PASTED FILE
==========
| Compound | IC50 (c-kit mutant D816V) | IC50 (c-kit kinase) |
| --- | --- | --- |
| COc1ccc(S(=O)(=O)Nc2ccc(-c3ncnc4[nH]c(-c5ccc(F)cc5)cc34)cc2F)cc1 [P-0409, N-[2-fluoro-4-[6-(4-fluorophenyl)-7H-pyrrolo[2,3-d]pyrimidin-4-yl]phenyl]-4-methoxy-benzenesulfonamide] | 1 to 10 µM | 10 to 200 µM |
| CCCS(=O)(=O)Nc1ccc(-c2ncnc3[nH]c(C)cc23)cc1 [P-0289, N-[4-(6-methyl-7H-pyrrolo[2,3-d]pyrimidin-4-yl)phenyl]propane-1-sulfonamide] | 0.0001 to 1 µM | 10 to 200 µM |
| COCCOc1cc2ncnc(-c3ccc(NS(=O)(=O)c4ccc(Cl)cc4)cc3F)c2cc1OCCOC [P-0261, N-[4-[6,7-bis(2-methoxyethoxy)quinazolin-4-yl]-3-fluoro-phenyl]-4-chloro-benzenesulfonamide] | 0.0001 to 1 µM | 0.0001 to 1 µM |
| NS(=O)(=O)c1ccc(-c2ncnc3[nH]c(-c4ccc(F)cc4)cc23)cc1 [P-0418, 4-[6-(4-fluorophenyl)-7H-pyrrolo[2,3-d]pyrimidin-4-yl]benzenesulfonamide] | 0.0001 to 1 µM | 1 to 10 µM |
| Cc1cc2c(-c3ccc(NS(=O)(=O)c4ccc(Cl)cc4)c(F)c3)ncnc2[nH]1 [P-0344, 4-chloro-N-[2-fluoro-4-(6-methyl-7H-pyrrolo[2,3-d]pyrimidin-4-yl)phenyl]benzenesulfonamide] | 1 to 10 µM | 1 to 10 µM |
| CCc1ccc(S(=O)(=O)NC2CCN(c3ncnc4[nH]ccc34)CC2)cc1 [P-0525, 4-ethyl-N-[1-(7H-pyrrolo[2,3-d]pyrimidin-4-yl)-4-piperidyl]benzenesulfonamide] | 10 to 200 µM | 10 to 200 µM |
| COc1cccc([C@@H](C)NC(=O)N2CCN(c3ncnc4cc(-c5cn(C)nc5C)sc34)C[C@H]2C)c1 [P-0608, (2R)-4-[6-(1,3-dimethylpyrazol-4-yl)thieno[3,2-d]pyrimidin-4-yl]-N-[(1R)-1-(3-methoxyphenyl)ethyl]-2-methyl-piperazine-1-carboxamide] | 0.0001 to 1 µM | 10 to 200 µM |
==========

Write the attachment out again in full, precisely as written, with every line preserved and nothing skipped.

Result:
| Compound | IC50 (c-kit mutant D816V) | IC50 (c-kit kinase) |
| --- | --- | --- |
| COc1ccc(S(=O)(=O)Nc2ccc(-c3ncnc4[nH]c(-c5ccc(F)cc5)cc34)cc2F)cc1 [P-0409, N-[2-fluoro-4-[6-(4-fluorophenyl)-7H-pyrrolo[2,3-d]pyrimidin-4-yl]phenyl]-4-methoxy-benzenesulfonamide] | 1 to 10 µM | 10 to 200 µM |
| CCCS(=O)(=O)Nc1ccc(-c2ncnc3[nH]c(C)cc23)cc1 [P-0289, N-[4-(6-methyl-7H-pyrrolo[2,3-d]pyrimidin-4-yl)phenyl]propane-1-sulfonamide] | 0.0001 to 1 µM | 10 to 200 µM |
| COCCOc1cc2ncnc(-c3ccc(NS(=O)(=O)c4ccc(Cl)cc4)cc3F)c2cc1OCCOC [P-0261, N-[4-[6,7-bis(2-methoxyethoxy)quinazolin-4-yl]-3-fluoro-phenyl]-4-chloro-benzenesulfonamide] | 0.0001 to 1 µM | 0.0001 to 1 µM |
| NS(=O)(=O)c1ccc(-c2ncnc3[nH]c(-c4ccc(F)cc4)cc23)cc1 [P-0418, 4-[6-(4-fluorophenyl)-7H-pyrrolo[2,3-d]pyrimidin-4-yl]benzenesulfonamide] | 0.0001 to 1 µM | 1 to 10 µM |
| Cc1cc2c(-c3ccc(NS(=O)(=O)c4ccc(Cl)cc4)c(F)c3)ncnc2[nH]1 [P-0344, 4-chloro-N-[2-fluoro-4-(6-methyl-7H-pyrrolo[2,3-d]pyrimidin-4-yl)phenyl]benzenesulfonamide] | 1 to 10 µM | 1 to 10 µM |
| CCc1ccc(S(=O)(=O)NC2CCN(c3ncnc4[nH]ccc34)CC2)cc1 [P-0525, 4-ethyl-N-[1-(7H-pyrrolo[2,3-d]pyrimidin-4-yl)-4-piperidyl]benzenesulfonamide] | 10 to 200 µM | 10 to 200 µM |
| COc1cccc([C@@H](C)NC(=O)N2CCN(c3ncnc4cc(-c5cn(C)nc5C)sc34)C[C@H]2C)c1 [P-0608, (2R)-4-[6-(1,3-dimethylpyrazol-4-yl)thieno[3,2-d]pyrimidin-4-yl]-N-[(1R)-1-(3-methoxyphenyl)ethyl]-2-methyl-piperazine-1-carboxamide] | 0.0001 to 1 µM | 10 to 200 µM |